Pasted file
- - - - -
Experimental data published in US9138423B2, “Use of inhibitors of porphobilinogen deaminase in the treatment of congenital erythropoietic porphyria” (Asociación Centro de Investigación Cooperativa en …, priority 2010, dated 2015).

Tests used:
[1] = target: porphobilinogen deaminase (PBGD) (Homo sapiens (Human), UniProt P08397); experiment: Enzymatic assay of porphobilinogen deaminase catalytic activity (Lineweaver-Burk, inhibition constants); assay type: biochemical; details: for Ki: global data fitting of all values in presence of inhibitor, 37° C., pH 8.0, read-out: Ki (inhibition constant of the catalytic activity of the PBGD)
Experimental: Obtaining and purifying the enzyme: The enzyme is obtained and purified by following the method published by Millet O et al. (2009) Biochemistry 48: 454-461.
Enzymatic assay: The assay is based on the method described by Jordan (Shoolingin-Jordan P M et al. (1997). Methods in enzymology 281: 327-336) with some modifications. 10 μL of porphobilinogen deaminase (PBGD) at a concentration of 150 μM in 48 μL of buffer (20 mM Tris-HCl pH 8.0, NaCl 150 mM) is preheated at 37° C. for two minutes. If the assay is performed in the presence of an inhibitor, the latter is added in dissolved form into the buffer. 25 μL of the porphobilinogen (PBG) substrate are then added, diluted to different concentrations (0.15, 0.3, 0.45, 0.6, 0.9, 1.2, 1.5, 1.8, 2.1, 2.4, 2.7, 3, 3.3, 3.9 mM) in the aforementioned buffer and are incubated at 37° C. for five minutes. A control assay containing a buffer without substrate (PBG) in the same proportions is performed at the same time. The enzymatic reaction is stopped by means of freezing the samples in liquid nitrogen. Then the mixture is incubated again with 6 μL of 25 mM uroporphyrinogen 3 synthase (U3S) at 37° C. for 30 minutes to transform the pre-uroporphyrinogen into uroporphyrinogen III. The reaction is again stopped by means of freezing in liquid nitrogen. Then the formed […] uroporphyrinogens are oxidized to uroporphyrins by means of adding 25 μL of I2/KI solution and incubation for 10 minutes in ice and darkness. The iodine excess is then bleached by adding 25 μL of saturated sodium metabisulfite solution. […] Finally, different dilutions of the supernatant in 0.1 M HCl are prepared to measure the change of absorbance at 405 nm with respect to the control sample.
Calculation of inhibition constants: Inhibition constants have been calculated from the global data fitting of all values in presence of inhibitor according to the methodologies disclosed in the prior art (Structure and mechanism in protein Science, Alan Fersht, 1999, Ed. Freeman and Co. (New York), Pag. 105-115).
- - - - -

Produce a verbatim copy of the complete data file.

Experimental data published in US9138423B2, “Use of inhibitors of porphobilinogen deaminase in the treatment of congenital erythropoietic porphyria” (Asociación Centro de Investigación Cooperativa en …, priority 2010, dated 2015).

Tests used:
[1] = target: porphobilinogen deaminase (PBGD) (Homo sapiens (Human), UniProt P08397); experiment: Enzymatic assay of porphobilinogen deaminase catalytic activity (Lineweaver-Burk, inhibition constants); assay type: biochemical; details: for Ki: global data fitting of all values in presence of inhibitor, 37° C., pH 8.0, read-out: Ki (inhibition constant of the catalytic activity of the PBGD)
Experimental: Obtaining and purifying the enzyme: The enzyme is obtained and purified by following the method published by Millet O et al. (2009) Biochemistry 48: 454-461.
Enzymatic assay: The assay is based on the method described by Jordan (Shoolingin-Jordan P M et al. (1997). Methods in enzymology 281: 327-336) with some modifications. 10 μL of porphobilinogen deaminase (PBGD) at a concentration of 150 μM in 48 μL of buffer (20 mM Tris-HCl pH 8.0, NaCl 150 mM) is preheated at 37° C. for two minutes. If the assay is performed in the presence of an inhibitor, the latter is added in dissolved form into the buffer. 25 μL of the porphobilinogen (PBG) substrate are then added, diluted to different concentrations (0.15, 0.3, 0.45, 0.6, 0.9, 1.2, 1.5, 1.8, 2.1, 2.4, 2.7, 3, 3.3, 3.9 mM) in the aforementioned buffer and are incubated at 37° C. for five minutes. A control assay containing a buffer without substrate (PBG) in the same proportions is performed at the same time. The enzymatic reaction is stopped by means of freezing the samples in liquid nitrogen. Then the mixture is incubated again with 6 μL of 25 mM uroporphyrinogen 3 synthase (U3S) at 37° C. for 30 minutes to transform the pre-uroporphyrinogen into uroporphyrinogen III. The reaction is again stopped by means of freezing in liquid nitrogen. Then the formed […] uroporphyrinogens are oxidized to uroporphyrins by means of adding 25 μL of I2/KI solution and incubation for 10 minutes in ice and darkness. The iodine excess is then bleached by adding 25 μL of saturated sodium metabisulfite solution. […] Finally, different dilutions of the supernatant in 0.1 M HCl are prepared to measure the change of absorbance at 405 nm with respect to the control sample.
Calculation of inhibition constants: Inhibition constants have been calculated from the global data fitting of all values in presence of inhibitor according to the methodologies disclosed in the prior art (Structure and mechanism in protein Science, Alan Fersht, 1999, Ed. Freeman and Co. (New York), Pag. 105-115).